SOHO Network To Go

Years ago at a former employer, I designed a product called the “Rapid Deployment Network” (RDN). It was basically a robust back office system pre-configured and packed into a small-ish cabinet so that it could be shipped overseas and plugged in. Bam. The RDN business never took off because it didn’t fit will with the procurement model of the intended consumer but I find myself revisiting the problem for my relocation to Ghana.


I want to take a fully functional SOHO office network with me that I can plug into an Internet connection and go. However, I am very cognizant of my weigh allowances for air freight so I want to pack as much as I can into as little weight as I can. And I’d like to keep the overall wattage down.

My server is based on a Mac Mini running Windows Server 2008 R2.


I’m also taking along some network hardware that runs cool without fans:

  • Cisco 851 router (firewall and VPN feature set) –> max 26 Watts
  • Cisco WAP4410 Wireless N access point –> max 10.1 Watts
  • HP Procurve 1810G 8-port managed gigabit switch –> max 15 Watts

That puts my maximum power consumption of the core network infrastructure at 201.1 watts but most of the time it will be idle at maybe 30 to 50 Watts.power

In addition I have an APC Smart-UPS 750 uninterruptible power supply. It is basically a 500 Watt, 750 Volt-Amp battery and inverter appliance that connects to the server via USB. This allows the server to safely shut itself down before the UPS runs out of power. Along with the UPS, I have a 500 Watt step-down transformer and voltage stabilizer to smooth out power going in.

I’m pretty satisfied with what I have cobbled together. The are two main issues which are essentially logistical.

  1. The UPS and the voltage stabilizer are fairly big and heavy. 31 pounds for the UPS which contains actual lead. The transformer/stabilizer has big copper coils inside it an weighs in at 14 pounds.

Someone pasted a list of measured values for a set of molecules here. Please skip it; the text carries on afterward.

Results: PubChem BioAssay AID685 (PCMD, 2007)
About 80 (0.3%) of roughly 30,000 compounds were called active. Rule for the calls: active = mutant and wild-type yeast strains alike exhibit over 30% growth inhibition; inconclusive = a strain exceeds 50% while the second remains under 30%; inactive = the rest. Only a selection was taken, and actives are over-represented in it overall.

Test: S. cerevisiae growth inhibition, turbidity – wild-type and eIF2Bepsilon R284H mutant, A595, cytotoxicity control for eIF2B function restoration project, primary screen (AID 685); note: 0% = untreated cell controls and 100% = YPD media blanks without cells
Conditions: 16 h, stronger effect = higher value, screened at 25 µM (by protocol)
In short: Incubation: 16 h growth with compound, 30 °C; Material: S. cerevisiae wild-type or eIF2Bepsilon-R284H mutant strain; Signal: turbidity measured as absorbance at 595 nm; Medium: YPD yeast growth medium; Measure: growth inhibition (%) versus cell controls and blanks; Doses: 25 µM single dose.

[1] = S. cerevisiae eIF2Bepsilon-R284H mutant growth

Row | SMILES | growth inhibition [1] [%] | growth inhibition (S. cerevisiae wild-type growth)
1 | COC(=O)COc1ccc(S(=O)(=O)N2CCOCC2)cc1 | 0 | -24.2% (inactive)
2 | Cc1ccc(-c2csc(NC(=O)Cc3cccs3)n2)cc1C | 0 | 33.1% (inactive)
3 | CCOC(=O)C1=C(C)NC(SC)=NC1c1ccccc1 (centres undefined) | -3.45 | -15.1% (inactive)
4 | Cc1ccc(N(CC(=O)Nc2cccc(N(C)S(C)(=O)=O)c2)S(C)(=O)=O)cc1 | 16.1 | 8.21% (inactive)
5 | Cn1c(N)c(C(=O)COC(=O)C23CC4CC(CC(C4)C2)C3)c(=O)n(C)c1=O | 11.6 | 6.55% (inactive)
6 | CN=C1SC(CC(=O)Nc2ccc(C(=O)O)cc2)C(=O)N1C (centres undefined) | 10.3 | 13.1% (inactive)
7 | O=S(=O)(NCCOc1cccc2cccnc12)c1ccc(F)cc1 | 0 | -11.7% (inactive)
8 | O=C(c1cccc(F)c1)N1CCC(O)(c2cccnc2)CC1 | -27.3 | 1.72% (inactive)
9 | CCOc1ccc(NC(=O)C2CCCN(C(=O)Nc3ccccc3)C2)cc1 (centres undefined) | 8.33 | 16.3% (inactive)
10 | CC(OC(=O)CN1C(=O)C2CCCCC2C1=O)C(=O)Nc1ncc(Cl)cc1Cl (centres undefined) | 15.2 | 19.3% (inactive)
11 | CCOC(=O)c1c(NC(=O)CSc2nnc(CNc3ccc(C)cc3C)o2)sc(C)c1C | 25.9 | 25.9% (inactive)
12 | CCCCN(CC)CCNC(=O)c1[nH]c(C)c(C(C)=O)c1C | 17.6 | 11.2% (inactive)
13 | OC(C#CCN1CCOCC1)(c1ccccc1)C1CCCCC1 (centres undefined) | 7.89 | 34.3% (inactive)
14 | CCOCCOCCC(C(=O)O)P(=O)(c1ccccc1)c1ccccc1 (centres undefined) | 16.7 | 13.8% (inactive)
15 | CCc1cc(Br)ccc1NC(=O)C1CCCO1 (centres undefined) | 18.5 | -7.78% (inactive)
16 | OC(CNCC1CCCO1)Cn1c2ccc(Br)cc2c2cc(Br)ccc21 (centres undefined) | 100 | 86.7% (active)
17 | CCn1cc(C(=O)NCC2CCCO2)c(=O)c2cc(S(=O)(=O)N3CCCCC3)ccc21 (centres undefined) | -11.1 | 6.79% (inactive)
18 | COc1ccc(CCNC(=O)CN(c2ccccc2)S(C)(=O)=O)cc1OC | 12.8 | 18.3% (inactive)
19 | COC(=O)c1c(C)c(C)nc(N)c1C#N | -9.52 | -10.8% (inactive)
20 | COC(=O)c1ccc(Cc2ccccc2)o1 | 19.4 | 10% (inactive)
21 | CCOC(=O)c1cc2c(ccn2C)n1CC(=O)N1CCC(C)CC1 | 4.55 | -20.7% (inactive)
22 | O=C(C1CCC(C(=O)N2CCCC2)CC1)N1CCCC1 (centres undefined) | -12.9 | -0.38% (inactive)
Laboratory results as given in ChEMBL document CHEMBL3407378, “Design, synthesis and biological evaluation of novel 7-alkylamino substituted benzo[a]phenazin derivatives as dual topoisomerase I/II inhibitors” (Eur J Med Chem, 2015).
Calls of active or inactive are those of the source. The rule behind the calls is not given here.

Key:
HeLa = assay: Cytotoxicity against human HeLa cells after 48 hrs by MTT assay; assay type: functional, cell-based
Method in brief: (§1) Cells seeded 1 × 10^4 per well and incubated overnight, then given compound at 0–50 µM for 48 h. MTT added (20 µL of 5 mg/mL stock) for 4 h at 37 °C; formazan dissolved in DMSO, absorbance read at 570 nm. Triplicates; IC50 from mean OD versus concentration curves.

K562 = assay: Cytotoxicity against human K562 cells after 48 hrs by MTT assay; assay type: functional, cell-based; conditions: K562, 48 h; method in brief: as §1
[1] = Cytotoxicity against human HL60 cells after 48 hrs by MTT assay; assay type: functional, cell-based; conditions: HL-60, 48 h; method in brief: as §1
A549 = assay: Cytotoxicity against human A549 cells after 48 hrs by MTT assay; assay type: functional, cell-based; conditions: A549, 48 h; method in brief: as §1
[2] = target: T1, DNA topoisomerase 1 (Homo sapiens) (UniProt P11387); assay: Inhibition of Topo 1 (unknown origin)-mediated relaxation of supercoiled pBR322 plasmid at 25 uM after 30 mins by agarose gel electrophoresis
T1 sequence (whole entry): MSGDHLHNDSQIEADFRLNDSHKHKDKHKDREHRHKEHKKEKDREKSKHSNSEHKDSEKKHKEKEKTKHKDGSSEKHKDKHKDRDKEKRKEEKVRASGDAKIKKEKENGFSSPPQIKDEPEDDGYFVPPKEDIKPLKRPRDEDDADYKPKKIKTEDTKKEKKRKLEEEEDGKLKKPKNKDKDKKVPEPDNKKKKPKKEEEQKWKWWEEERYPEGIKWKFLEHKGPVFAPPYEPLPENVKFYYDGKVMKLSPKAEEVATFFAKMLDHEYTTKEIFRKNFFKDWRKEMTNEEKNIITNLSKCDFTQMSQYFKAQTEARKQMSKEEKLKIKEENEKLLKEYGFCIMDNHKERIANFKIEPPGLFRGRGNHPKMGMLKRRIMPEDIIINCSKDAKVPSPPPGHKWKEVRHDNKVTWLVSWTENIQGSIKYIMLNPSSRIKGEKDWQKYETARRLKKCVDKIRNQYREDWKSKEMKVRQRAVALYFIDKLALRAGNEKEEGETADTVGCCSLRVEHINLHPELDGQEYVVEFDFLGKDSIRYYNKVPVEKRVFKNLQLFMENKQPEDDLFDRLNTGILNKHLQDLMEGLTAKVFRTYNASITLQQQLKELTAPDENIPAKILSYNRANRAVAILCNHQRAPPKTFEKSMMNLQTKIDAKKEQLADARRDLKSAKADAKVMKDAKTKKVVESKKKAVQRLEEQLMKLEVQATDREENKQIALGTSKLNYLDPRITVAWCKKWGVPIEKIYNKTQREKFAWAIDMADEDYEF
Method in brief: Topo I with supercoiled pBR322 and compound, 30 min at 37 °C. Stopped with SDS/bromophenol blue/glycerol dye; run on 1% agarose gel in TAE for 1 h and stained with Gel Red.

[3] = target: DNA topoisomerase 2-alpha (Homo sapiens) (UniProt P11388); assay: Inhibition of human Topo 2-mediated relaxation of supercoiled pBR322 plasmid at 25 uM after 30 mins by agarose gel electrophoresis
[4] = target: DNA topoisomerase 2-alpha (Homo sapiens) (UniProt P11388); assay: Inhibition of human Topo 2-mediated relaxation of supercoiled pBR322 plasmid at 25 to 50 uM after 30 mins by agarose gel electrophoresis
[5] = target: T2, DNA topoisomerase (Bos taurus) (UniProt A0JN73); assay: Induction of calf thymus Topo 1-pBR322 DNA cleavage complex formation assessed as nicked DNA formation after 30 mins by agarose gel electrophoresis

2. Should the hard disk inside of the Mac Mini fail, it is a real bitch to replace it. You need a sand paper, a putty knife, spudger, tiny phillips screw driver and a steady hand.

3 Responses to SOHO Network To Go

  1. Interesting ideas; it would be nice to have a picture of the assembled gear in a small cabinet.
    I was wondering why would you choose separate router/switch/ap vs. using the all-in-one models from Linksys or similar.
    The problem with the weight of the UPS could be solved by contacting APC directly in Ghana ( shows a couple of local distributors, who could also provide the heavy transformer).

  2. Brian Reiter says:

    Hi Jorge,

    I did not choose an all-in-one model for a few reasons.

    1. Most West African houses are build from masonry and iron rebar which causes a lot of reflection and diffraction of radio signals. It is not a foregone conclusion that wherever the leased line is terminated is a location that can provide adequate wireless coverage for the parts of the house where we need it. It is also possible that more than one AP will be required.
    2. The Cisco 800-series router that is all-in-one with an N access point is much more expensive than the combination I selected and is rated for throughput that is totally unrealistic for Ghana.
    3. The Cisco 800-series has a nice VPN and stateful firewall capability. I have also had much better luck with the reliability/longevity of actual Cisco gear than Linksys and other consumer-grade stuff.

    I haven’t tried to find a local GH APC distributor but I have found that many organizations are importing their gear directly from the States or Europe. My children’s school, for example, ships all of their computer gear from the USA.



  3. Pingback: SOHO Network Up and Running in Accra « Thoughtful Code

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